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Multidimensional phase space


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Roberts, Martin 2003 , 'Multidimensional phase space', PhD thesis, University of Tasmania.

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This thesis investigates the dimensional continuation of the standard 4-dimensional relativistic phase space to higher dimensions where all of the higher dimensions, beyond the usual four, are considered purely as flat spatial dimensions. Using standard approaches we are able to obtain simple closed expressions for the two- and three-body cases. We then take an alternative approach by recognizing an intimate connection between phase space and the 'sunset' diagram in co-ordinate space. This allows us to develop a kind of threshold expansion series for the phase space for an arbitrary number of massive particles in an arbitrary number of dimensions, in terms of the hypergeometric function. The beauty of this method is that the series terminates for odd dimensions, and easily describes the leading terms for even dimensions.

We then develop a method for calculating phase space that is complementary to the Almgren recurrence relations. That is, it establishes relations between N—particle phase space pN, in D—dimensions with N—particle phase space in lower dimensions. This is done through a novel approach of considering phase space in higher dimensions where one or more of the (spatial) coordinates of space-time are confined to a torus or sphere of radius R and the limit as R → ∞ is taken. Summing over all the associated discrete modes leads to a mass integral, and hence the the resulting phase space is expressible as a set of mass integrals of pN in a dimension lower than D.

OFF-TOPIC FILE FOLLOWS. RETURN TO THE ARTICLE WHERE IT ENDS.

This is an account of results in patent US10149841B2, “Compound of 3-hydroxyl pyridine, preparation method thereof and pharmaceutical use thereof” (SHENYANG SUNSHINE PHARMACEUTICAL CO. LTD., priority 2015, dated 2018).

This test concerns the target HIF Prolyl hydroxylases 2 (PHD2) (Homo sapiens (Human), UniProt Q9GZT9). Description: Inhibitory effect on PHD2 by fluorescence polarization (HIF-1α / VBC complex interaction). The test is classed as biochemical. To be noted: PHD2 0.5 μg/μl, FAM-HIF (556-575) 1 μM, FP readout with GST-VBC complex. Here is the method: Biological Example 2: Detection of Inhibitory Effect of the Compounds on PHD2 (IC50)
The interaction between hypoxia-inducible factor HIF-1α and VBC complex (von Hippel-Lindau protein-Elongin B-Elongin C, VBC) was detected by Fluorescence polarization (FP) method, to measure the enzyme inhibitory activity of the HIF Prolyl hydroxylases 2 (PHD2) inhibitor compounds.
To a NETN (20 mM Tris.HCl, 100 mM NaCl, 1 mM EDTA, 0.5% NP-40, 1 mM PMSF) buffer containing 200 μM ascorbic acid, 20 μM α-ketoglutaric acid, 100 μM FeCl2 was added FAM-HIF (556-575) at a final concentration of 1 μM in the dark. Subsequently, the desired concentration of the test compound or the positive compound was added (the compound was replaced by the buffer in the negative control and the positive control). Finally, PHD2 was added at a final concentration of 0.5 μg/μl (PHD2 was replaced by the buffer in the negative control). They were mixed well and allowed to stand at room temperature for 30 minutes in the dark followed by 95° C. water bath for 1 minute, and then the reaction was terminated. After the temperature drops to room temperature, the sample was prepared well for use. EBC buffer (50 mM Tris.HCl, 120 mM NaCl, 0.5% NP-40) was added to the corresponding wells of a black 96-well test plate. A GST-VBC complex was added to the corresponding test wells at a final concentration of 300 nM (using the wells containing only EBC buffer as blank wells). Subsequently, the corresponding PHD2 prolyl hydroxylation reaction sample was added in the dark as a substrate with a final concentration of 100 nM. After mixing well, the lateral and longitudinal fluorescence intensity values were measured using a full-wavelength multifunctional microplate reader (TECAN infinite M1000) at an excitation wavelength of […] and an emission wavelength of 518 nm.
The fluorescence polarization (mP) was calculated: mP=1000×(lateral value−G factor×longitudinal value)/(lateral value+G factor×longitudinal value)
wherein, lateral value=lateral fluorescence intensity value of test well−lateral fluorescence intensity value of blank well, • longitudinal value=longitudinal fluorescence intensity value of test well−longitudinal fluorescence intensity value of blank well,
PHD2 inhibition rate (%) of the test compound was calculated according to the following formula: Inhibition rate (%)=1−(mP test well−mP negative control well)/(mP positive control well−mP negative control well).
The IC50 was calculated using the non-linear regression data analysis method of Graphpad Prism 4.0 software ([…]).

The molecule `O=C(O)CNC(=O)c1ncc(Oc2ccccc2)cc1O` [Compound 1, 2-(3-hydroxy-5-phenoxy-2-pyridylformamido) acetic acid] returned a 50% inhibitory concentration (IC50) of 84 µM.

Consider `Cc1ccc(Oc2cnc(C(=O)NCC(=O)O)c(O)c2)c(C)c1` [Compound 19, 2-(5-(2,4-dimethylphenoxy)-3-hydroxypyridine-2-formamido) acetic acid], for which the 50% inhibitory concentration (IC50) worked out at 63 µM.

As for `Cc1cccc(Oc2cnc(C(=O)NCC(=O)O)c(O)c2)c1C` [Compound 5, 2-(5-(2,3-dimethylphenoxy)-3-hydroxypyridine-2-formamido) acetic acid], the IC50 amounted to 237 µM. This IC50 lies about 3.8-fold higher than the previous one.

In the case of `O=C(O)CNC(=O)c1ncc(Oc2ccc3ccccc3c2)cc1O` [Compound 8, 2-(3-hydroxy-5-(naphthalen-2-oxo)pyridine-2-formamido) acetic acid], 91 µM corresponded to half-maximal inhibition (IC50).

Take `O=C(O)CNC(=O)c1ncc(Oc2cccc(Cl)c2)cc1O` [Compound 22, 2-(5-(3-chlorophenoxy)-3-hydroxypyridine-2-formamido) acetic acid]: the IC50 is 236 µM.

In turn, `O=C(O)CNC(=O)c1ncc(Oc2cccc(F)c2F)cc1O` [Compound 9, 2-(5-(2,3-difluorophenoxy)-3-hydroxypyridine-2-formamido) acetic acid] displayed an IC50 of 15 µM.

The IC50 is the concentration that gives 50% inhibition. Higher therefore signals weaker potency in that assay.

Finally, we review some work done by Davydychev et al., which establishes an intimate connection between the integral associated with the one loop N—point Feynman diagram (the 'sun' diagram) and geometric aspects of its 'dual diagram' - an N—dimensional simplex (hyper-tetrahedron). This is of particular interest because the phase space integral is also closely associated with an N—dimensional simplex in Euclidean space. Therefore, by looking at the N—point single loop diagram and the N—loop two-point diagrams, we suggest that the geometry of the Feynman diagram itself contains valuable information that allows us to deduce a deeper structure to the field theory expressions. That is, inasmuch as the Feynman diagrams are a geometric interpretation of field theory interactions, this thesis intimates a geometric interpretation of the Feynman diagrams, themselves. This in turn, suggests that it may be possible to find a geometric interpretation, to a level deeper than ever before, of quantum field theory.

Item Type: Thesis - PhD
Authors/Creators:Roberts, Martin
Keywords: Phase space (Statistical physics), Feynman diagrams
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Copyright 2003 the author - The University is continuing to endeavour to trace the copyright
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Thesis (Ph.D.)--University of Tasmania, 2003. Includes bibliographical references

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